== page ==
Interesting Confusion

Like every human being on Earth, I am not immune to bias. Despite putting a lot of effort into recognizing mental tricks, logical fallacies, and decision-making noise, I am perhaps 10% better than the average person at reducing the impact of those things on my decisions.

And that’s pretty good! Honestly, if we all got 10% better at making decisions the compound effect would probably make the world unrecognizable. So I’m not complaining!

But I always look for novel ways to trick my brain into freeing itself from all the chains that bind our thinking. And one interesting way I’ve discovered is to put myself in situations where I don’t know enough to be biased.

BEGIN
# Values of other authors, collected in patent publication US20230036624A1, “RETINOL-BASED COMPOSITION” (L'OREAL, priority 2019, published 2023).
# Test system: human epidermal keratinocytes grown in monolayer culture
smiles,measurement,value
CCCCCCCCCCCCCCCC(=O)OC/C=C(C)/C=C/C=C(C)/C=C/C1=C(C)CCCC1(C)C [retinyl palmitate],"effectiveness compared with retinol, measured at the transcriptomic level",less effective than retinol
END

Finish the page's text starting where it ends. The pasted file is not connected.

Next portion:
You see, if I know anything about a topic, then I probably have at least some opinion on it. I recognize that my opinions could be wrong, but it’s still a base point that my thinking will emerge from. Likewise, if I already have a positive impression of a person’s intelligence overall, I’m likely to weight the things they say with more belief than if I heard them from someone who I thought wasn’t very smart.

(To a certain degree the intelligence of the speaker is a rational thing to use as one piece of evidence towards a statement’s truth, but it shouldn’t be the only thing and you should be very careful about it – most people aren’t “generally smart,” they’re knowledgeable in specific areas. Einstein actually said a lot of dumb, definitely wrong things about topics that weren’t physics, but because he’s the universal avatar of “smart people” in most folks’ imaginations, they take everything he said as gospel. Don’t do that!)